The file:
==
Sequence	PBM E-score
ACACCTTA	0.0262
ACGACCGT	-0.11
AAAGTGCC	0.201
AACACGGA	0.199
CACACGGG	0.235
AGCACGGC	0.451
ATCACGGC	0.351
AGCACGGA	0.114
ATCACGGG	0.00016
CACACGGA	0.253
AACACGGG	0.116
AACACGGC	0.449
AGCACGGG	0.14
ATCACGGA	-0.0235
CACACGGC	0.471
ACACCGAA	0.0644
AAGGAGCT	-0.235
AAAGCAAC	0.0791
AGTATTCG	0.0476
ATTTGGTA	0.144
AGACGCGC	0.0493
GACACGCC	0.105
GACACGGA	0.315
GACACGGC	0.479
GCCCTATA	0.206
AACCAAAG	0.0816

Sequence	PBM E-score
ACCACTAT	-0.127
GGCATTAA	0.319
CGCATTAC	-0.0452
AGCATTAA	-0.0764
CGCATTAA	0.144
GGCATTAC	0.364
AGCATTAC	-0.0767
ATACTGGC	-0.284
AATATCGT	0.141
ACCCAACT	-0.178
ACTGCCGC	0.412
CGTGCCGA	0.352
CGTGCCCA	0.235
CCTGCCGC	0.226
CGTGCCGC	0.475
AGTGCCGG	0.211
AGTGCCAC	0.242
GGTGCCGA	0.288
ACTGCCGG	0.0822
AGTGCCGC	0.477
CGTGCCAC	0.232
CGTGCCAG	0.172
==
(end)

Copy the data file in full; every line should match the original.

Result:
Sequence	PBM E-score
ACACCTTA	0.0262
ACGACCGT	-0.11
AAAGTGCC	0.201
AACACGGA	0.199
CACACGGG	0.235
AGCACGGC	0.451
ATCACGGC	0.351
AGCACGGA	0.114
ATCACGGG	0.00016
CACACGGA	0.253
AACACGGG	0.116
AACACGGC	0.449
AGCACGGG	0.14
ATCACGGA	-0.0235
CACACGGC	0.471
ACACCGAA	0.0644
AAGGAGCT	-0.235
AAAGCAAC	0.0791
AGTATTCG	0.0476
ATTTGGTA	0.144
AGACGCGC	0.0493
GACACGCC	0.105
GACACGGA	0.315
GACACGGC	0.479
GCCCTATA	0.206
AACCAAAG	0.0816

Sequence	PBM E-score
ACCACTAT	-0.127
GGCATTAA	0.319
CGCATTAC	-0.0452
AGCATTAA	-0.0764
CGCATTAA	0.144
GGCATTAC	0.364
AGCATTAC	-0.0767
ATACTGGC	-0.284
AATATCGT	0.141
ACCCAACT	-0.178
ACTGCCGC	0.412
CGTGCCGA	0.352
CGTGCCCA	0.235
CCTGCCGC	0.226
CGTGCCGC	0.475
AGTGCCGG	0.211
AGTGCCAC	0.242
GGTGCCGA	0.288
ACTGCCGG	0.0822
AGTGCCGC	0.477
CGTGCCAC	0.232
CGTGCCAG	0.172